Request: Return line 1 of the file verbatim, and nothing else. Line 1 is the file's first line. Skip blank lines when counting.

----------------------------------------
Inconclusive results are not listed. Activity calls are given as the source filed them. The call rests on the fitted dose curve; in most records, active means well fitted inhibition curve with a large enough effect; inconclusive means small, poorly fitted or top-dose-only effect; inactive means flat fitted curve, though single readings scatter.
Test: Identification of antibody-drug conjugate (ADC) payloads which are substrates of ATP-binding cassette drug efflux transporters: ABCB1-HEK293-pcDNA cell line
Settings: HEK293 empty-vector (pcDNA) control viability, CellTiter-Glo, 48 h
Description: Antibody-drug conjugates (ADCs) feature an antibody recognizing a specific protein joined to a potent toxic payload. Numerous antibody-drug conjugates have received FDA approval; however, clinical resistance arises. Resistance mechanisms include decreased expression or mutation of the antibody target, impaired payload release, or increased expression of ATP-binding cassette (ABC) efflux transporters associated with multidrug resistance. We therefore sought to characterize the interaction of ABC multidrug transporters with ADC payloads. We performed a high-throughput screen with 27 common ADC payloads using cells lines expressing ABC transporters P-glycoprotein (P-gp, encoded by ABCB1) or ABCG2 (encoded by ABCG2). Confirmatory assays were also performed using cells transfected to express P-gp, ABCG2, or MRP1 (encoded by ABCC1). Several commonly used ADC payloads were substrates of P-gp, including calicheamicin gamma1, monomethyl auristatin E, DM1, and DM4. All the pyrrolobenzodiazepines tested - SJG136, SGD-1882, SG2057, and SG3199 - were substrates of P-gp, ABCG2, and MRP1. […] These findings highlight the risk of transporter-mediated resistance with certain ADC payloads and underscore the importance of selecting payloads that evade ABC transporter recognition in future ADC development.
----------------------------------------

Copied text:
Inconclusive results are not listed. Activity calls are given as the source filed them. The call rests on the fitted dose curve; in most records, active means well fitted inhibition curve with a large enough effect; inconclusive means small, poorly fitted or top-dose-only effect; inactive means flat fitted curve, though single readings scatter.